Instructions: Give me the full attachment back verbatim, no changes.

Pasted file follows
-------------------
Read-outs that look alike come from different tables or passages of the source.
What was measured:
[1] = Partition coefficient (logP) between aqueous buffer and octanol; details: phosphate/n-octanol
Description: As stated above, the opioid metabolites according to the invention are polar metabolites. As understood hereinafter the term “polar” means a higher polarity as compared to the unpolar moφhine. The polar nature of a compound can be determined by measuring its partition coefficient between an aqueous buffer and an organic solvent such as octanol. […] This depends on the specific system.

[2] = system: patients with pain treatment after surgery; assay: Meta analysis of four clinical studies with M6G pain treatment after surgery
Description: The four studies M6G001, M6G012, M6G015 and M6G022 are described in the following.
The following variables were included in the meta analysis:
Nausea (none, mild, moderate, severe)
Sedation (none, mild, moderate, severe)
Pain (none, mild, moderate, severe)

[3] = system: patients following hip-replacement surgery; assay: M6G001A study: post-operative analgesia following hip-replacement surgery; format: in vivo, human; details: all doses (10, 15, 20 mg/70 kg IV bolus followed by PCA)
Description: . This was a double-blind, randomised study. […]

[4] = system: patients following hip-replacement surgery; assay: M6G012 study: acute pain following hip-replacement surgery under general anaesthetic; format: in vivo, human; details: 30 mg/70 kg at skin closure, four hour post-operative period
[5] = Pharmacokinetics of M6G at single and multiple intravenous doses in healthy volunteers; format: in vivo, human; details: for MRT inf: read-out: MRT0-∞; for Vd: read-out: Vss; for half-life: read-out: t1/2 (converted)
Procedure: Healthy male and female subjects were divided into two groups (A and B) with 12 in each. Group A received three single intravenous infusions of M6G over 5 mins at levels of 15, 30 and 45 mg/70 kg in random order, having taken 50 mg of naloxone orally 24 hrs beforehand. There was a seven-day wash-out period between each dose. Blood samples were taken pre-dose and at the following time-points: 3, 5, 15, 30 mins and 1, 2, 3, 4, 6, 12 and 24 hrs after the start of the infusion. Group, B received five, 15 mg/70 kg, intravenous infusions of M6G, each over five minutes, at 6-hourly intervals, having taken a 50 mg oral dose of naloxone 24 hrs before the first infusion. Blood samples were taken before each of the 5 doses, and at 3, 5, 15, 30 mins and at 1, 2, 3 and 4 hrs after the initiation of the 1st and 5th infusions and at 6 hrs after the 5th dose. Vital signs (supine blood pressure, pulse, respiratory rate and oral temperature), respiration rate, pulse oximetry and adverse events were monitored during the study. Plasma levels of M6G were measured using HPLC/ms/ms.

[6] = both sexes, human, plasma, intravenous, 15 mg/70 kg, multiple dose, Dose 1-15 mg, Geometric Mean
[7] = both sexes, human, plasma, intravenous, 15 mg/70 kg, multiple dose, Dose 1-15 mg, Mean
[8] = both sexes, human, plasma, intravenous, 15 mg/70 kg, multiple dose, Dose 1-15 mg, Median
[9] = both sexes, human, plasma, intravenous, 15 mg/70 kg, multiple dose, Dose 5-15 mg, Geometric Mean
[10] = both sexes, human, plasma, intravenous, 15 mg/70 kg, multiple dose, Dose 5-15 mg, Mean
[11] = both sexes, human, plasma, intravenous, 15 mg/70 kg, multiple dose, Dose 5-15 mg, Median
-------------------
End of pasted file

Read-outs that look alike come from different tables or passages of the source.
What was measured:
[1] = Partition coefficient (logP) between aqueous buffer and octanol; details: phosphate/n-octanol
Description: As stated above, the opioid metabolites according to the invention are polar metabolites. As understood hereinafter the term “polar” means a higher polarity as compared to the unpolar moφhine. The polar nature of a compound can be determined by measuring its partition coefficient between an aqueous buffer and an organic solvent such as octanol. […] This depends on the specific system.

[2] = system: patients with pain treatment after surgery; assay: Meta analysis of four clinical studies with M6G pain treatment after surgery
Description: The four studies M6G001, M6G012, M6G015 and M6G022 are described in the following.
The following variables were included in the meta analysis:
Nausea (none, mild, moderate, severe)
Sedation (none, mild, moderate, severe)
Pain (none, mild, moderate, severe)

[3] = system: patients following hip-replacement surgery; assay: M6G001A study: post-operative analgesia following hip-replacement surgery; format: in vivo, human; details: all doses (10, 15, 20 mg/70 kg IV bolus followed by PCA)
Description: . This was a double-blind, randomised study. […]

[4] = system: patients following hip-replacement surgery; assay: M6G012 study: acute pain following hip-replacement surgery under general anaesthetic; format: in vivo, human; details: 30 mg/70 kg at skin closure, four hour post-operative period
[5] = Pharmacokinetics of M6G at single and multiple intravenous doses in healthy volunteers; format: in vivo, human; details: for MRT inf: read-out: MRT0-∞; for Vd: read-out: Vss; for half-life: read-out: t1/2 (converted)
Procedure: Healthy male and female subjects were divided into two groups (A and B) with 12 in each. Group A received three single intravenous infusions of M6G over 5 mins at levels of 15, 30 and 45 mg/70 kg in random order, having taken 50 mg of naloxone orally 24 hrs beforehand. There was a seven-day wash-out period between each dose. Blood samples were taken pre-dose and at the following time-points: 3, 5, 15, 30 mins and 1, 2, 3, 4, 6, 12 and 24 hrs after the start of the infusion. Group, B received five, 15 mg/70 kg, intravenous infusions of M6G, each over five minutes, at 6-hourly intervals, having taken a 50 mg oral dose of naloxone 24 hrs before the first infusion. Blood samples were taken before each of the 5 doses, and at 3, 5, 15, 30 mins and at 1, 2, 3 and 4 hrs after the initiation of the 1st and 5th infusions and at 6 hrs after the 5th dose. Vital signs (supine blood pressure, pulse, respiratory rate and oral temperature), respiration rate, pulse oximetry and adverse events were monitored during the study. Plasma levels of M6G were measured using HPLC/ms/ms.

[6] = both sexes, human, plasma, intravenous, 15 mg/70 kg, multiple dose, Dose 1-15 mg, Geometric Mean
[7] = both sexes, human, plasma, intravenous, 15 mg/70 kg, multiple dose, Dose 1-15 mg, Mean
[8] = both sexes, human, plasma, intravenous, 15 mg/70 kg, multiple dose, Dose 1-15 mg, Median
[9] = both sexes, human, plasma, intravenous, 15 mg/70 kg, multiple dose, Dose 5-15 mg, Geometric Mean
[10] = both sexes, human, plasma, intravenous, 15 mg/70 kg, multiple dose, Dose 5-15 mg, Mean
[11] = both sexes, human, plasma, intravenous, 15 mg/70 kg, multiple dose, Dose 5-15 mg, Median